Liberators: Latin America's Struggle for Independence, 1810-1830
In this "informative and inspiring volume" (Chicago Tribune), Robert Harvey reconstructs in vivid detail the gripping story of Latin America's independence and those who made it possible. Treated with contempt by their Spanish overlords, given to dissipation and grandiose proclamations, these fearless men nonetheless achieved military feats unsurpassed elsewhere in history. The aristocratic Simón Bolívar led his guerilla armies through swamp, jungle, and Andean ice to surprise his enemies and liberate most of northern South America. The inarticulate San Martín joined Bernardo O'Higgins, illegitimate son of a Spanish viceroy, to do the same in the south. These and five others waged the war for freedom against the backdrop of the Napoleonic Wars, the American Revolution, the collapse of the Spanish Empire, and the revolutionary ferment of the nineteenth century. Despite the success of their revolutions, all seven liberators died in poverty, disgrace, or oblivion.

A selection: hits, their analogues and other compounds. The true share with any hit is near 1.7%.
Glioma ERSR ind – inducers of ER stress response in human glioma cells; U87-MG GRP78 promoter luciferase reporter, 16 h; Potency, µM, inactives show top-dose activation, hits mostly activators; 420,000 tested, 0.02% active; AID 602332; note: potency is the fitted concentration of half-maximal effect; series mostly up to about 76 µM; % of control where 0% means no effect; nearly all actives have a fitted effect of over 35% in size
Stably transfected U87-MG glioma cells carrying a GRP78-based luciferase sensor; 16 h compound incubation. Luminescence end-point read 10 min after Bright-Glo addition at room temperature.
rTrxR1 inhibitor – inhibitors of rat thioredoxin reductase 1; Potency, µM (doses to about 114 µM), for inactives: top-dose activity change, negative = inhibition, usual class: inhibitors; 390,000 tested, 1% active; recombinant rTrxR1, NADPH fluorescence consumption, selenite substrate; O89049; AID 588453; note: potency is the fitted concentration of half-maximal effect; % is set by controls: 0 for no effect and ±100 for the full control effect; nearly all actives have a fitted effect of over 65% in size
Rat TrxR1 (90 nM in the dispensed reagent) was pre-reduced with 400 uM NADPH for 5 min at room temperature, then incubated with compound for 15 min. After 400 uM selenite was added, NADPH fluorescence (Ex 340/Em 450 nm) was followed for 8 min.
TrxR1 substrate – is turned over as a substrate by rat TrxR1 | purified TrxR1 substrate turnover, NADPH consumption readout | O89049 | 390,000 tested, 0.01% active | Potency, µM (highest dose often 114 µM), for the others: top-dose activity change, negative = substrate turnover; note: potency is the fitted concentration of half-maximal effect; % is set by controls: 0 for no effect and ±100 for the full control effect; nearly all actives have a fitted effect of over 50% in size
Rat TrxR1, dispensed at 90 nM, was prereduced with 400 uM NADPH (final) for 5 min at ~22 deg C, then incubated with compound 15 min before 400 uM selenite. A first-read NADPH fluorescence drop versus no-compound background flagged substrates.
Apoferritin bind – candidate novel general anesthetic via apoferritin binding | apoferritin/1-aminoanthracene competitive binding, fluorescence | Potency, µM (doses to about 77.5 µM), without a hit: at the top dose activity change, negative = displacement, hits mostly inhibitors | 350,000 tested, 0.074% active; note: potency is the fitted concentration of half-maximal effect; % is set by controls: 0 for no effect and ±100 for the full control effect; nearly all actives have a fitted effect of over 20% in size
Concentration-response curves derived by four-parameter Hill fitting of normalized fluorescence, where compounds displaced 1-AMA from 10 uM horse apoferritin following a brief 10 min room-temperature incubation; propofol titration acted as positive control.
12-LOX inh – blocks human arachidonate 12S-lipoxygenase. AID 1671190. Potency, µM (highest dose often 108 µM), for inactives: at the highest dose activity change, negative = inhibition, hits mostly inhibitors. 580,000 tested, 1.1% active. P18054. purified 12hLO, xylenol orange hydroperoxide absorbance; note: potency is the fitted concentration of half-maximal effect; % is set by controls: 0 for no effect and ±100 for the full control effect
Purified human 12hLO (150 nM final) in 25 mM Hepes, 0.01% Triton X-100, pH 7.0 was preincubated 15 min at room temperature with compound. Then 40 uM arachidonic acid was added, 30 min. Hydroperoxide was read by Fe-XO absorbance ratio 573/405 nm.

This fascinating and dramatic story takes in a vast range of martial experience, from butchery in the torrid Orinoco basin to a cavalry fought with lances 13,000 feet up in the mountains of Peru. It is one of the greatest and least-known epics of history, told here in unprecedented detail.
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Liberators: Latin America's struggle for independence, 1810-1830User Review - Not Available - Book Verdict
The independence of the Latin American colonies from Spanish and Portuguese rule in the first quarter of the 19th century is both a complicated and a fascinating history. One element common to the ... Read full review
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